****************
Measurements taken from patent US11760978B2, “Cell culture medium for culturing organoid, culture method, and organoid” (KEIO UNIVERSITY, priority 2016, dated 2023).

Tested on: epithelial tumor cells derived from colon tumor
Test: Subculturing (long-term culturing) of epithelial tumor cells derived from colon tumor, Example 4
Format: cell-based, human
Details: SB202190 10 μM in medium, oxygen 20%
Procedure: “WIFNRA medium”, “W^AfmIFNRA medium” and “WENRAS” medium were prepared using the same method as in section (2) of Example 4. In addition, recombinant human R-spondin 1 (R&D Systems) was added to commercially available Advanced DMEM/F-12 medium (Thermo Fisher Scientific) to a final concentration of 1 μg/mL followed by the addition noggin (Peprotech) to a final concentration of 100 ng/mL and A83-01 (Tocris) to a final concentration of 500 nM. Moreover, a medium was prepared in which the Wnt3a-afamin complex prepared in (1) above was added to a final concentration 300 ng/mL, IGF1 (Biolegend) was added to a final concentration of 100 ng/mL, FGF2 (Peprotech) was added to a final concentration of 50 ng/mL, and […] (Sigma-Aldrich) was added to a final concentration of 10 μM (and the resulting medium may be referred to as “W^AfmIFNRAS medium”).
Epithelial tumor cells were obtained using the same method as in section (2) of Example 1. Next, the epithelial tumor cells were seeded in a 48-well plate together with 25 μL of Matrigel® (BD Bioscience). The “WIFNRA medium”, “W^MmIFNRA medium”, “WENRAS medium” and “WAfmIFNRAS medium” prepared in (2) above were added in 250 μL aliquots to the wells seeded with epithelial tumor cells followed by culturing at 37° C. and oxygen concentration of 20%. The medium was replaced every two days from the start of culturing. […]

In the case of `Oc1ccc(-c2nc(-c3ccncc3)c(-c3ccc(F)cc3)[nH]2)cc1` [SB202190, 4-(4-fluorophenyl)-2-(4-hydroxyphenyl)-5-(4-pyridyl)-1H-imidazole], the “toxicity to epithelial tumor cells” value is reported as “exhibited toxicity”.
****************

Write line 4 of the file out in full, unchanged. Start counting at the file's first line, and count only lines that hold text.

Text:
Format: cell-based, human